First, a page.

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Craig Kimbrel, Boston’s shaky closer, was tipping his pitches in the postseason. That means he was doing something that tipped off the other team as to what pitch he was about to throw. Whatever the cause, he did not pitch well at all in the postseason, and it always happened late in the games, so most of your colleagues were asleep at the time. Cora said Kimbrel was inadvertently signaling the upcoming pitch with the position of his glove before he threw it. When his glove was high, it was a straight fastball. When the glove was low, it was a slider or curve. That would theoretically give the batter a huge advantage. Cora said a friend in baseball noticed it while watching on television and texted the manager before Game 5 of the A.L.C.S. against Houston. So watch Kimbrel, glove and all.

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This is the 100th anniversary of the Red Sox’ third and last World Series title with Babe Ruth. It is also the first time the Dodgers and Red Sox have met in the World Series since 1916. Ruth pitched a 14-inning complete-game victory in Game 2, which the Red Sox won on their way to the title. But about a year after the 1918 World Series, Red Sox owner and theatrical producer Harry Frazee sold Ruth to the Yankees in order to raise money to produce the musical, “No, No, Nanette.” That transaction was said to be a disaster for Boston baseball, but it gave the world “Tea For Two” and the Yankees a legend.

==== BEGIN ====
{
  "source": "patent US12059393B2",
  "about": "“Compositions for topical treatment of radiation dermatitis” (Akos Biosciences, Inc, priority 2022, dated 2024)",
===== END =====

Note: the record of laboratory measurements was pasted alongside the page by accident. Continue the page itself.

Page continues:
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Clayton Kershaw, the finest starting pitcher on the Dodgers’ staff — and perhaps the best of his generation — has had an up-and-down postseason history. Kershaw, who has spent his entire 11-year career with the Dodgers, is a seven-time All-Star and a three-time Cy Young Award winner. He is incredibly popular in Los Angeles and has adorable children, who sometimes join him for postgame news conferences.

But as dominant as he is in the regular season, with a career 2.39 earned-run average, he has struggled to a 9-8 career record in the playoffs with a bloated 4.09 E.R.A. His 2018 postseason has been another mixed bag. For example, he was brilliant in Game 2 of the National League division series, throwing eight shutout innings in a win against the Atlanta Braves. But then, against the Milwaukee Brewers in the National League Championship Series, he was inconsistent: one rocky start, one good start, and then an inning of flawless relief in Game 7 to seal the pennant.

Kershaw will likely start Game 1 against the Red Sox, but his future is uncertain: Kershaw can opt out of his contract this off-season and become a free agent.

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The Dodgers have not won a World Series since 1988, back when Kirk Gibson was hobbling around the basepaths and Orel Hershiser was one of the game’s most feared pitchers. But they came tantalizing close last year, losing in seven games to the Houston Astros.